Wednesday, March 12, 2014

Scriabin's self-indulgent "Mystery"; Bax's triumphant Fifth Symphony

Self-indulgence from composers (when psychologically feminine) is possible, and one particular post-romantic work that may top them all in this regard is Alexander Scriabin’s “Mysterium” (or “Mystery” or “Universe”) project.  Scriabin finished enough of a first act that Soviet Composer Alexander Nemkin could “complete” it, presenting a forty-minute work for orchestra, piano, organ and choir. 
I have a “Russian Disc” of the piece with the Moscow Philharmonic Orchestra conducted by Kiril Konrashin, with Alexei Lyubimov (piano), Irina Orolova (organ), and the Yurkpv Russian Choir.  The performance dates back to the early 1990s, just before the breakup of the Soviet Union.  The sound is a bit tubby.
The “Mystery” is thick, dense, and seems stylistically closer to French music than Viennese or what we usually perceive as Russian.  There are lots of massed, smoothed-over passages and whole tone scale effects.  I did not perceive much form in the music, although the chorus doesn’t come in until the end.  The movement does end loudly, on a B Major chord. 
The earlier Symphony Poem in D Minor (1897) is relatively lively, rather like a concert overture with a sonata structure, ending loudly in minor chords.
The Fantasy for Piano and Orchestra in A Minor (1888) is not as thick as we normally expect with Scriabin, and the effect of the piece is rather like that of Schumann.  
To me, Scriabin often seems repetitious.  The third symphony, “The Divine Poem” is a good example.  Yet, the end of that three movement work, in C Minor, is absolutely breathtaking.  The Fifth Symphony, “Prometheus” or “Poem of Fire”, which I have somewhere on an old Vox Turnabout, is somewhat like “Mystery” in style.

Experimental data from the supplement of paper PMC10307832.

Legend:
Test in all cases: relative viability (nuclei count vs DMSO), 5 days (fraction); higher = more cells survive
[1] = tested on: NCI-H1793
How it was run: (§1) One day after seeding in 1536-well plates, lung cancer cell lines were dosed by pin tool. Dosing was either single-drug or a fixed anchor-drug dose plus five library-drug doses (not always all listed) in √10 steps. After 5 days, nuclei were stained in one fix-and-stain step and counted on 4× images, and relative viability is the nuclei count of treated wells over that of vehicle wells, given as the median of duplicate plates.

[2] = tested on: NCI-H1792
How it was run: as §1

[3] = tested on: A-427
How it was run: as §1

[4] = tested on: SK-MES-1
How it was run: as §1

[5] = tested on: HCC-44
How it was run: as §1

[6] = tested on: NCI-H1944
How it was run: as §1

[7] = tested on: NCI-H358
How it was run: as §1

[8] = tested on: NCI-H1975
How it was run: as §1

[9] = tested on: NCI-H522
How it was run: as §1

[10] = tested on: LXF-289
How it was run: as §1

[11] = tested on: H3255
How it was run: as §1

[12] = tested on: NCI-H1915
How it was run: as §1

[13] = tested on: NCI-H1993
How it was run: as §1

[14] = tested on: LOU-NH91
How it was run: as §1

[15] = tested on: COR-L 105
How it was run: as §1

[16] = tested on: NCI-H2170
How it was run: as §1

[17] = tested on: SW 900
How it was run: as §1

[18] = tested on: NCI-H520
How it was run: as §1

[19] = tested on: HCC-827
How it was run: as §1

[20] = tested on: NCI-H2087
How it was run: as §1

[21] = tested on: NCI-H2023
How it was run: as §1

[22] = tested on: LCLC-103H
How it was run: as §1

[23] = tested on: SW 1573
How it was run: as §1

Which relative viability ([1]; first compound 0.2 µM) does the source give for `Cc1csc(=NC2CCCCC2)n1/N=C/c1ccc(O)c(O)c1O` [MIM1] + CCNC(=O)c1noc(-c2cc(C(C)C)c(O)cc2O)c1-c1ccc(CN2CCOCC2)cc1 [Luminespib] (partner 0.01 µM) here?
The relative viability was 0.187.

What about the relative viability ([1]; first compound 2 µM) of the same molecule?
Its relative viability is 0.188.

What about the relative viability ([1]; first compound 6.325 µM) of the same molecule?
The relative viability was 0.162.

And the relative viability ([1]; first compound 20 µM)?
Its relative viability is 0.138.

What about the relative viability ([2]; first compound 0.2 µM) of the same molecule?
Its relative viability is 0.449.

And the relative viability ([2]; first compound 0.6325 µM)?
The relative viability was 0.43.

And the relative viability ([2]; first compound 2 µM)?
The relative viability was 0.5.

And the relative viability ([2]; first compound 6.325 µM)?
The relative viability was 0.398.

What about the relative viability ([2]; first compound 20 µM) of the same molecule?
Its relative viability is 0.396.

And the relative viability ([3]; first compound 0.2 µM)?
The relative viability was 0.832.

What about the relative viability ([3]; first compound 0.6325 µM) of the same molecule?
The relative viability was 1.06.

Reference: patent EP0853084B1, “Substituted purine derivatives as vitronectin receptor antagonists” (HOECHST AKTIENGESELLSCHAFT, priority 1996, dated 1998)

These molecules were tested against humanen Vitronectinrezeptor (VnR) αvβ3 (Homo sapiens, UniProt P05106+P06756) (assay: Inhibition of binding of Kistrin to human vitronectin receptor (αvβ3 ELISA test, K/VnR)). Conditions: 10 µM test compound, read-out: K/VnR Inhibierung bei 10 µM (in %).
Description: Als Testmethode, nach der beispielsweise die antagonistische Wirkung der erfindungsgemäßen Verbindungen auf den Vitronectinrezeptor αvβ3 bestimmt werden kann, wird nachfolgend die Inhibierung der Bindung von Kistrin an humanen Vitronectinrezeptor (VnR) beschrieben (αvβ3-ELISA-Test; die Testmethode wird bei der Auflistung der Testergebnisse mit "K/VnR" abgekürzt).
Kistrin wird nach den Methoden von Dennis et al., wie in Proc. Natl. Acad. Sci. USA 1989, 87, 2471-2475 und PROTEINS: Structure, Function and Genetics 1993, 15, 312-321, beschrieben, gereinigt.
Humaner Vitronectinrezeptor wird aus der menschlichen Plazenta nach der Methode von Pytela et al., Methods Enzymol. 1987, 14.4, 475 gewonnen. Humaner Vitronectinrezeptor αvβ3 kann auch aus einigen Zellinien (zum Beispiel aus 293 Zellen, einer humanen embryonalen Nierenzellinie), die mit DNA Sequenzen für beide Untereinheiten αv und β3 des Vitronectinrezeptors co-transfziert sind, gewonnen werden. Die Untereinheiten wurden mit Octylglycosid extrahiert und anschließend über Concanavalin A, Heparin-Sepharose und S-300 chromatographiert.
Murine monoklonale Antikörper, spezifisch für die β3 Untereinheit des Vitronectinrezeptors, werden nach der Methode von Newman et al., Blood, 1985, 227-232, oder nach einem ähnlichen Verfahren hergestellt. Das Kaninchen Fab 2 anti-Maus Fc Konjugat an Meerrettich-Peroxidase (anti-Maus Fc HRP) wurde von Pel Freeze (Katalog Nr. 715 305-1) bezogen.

I guess when one thinks of self-indulgence in music, one can ponder Gerard Grisey, who offers ruminations on the meaning of civilization in "Quatre chants pour franchir le seuil" (Dec. 9, 2010 here).

I’ve talked about the Symphony #5 in C# Minor by Sir Arnold Bax before, particularly on an Aug. 25, 2013 posting.  I do have the Chandos CD Bryden Thompson performing the work with the London Philharmonic in 1989.  It is paired with the three movement “Russian Suite”, the second movement (“Nocturne”) of which is orchestrated by Graham Parlett.
I first got to know Bax on some budget label (was it Nonesuch?) in the 1970s, and had a recording of this work while living in New York City.  I always thought of Bax as “very dour”.  But the Fifth, with the blazing trumph at the end, took hold.  I remember a particularly critical episode in my personal life in 1978, when I put the record on, hoping a particular person would call (at the time we had only landlines and answering machines) and interrupt me. 

The CD program notes that the slow introduction echoes the way Sibelius opens the slow movement of his Fifth Symphony (itself a work of significance to me at the time I graduated from high school) .  The main movement, “Allegre con fuoco) does a lot with the Mahlerian idea of major and minor becoming interchangeable, and yet there is always a slightly pastoral air, maybe out of the world of Vaughn Williams, with lots of parallel intervals and other church modes superimposed over the lush harmonies.  This is definitely “English music”.  The Lento continues the same mood, suggesting a wintry landscape, perhaps at a time of life where there is still great aspiration.  The Finale takes on an unusually (for Bax) Russian character, but it is the Epilogue that this crown of the work.  After slowing down, the music presents a majestic, complete with ground bass and lush harmonies, setting of “When I Survey the Wondrous Cross”.  The theme grows more compact with strettos, until a final release, passing over a couple of subdominant chords and snarling brass, to crash down on C# octaves.  This is both an apocalypse and an affirmation of life.  I wonder if Prince William could have considered this Epilogue as a postlude for his wedding service in 2011. 

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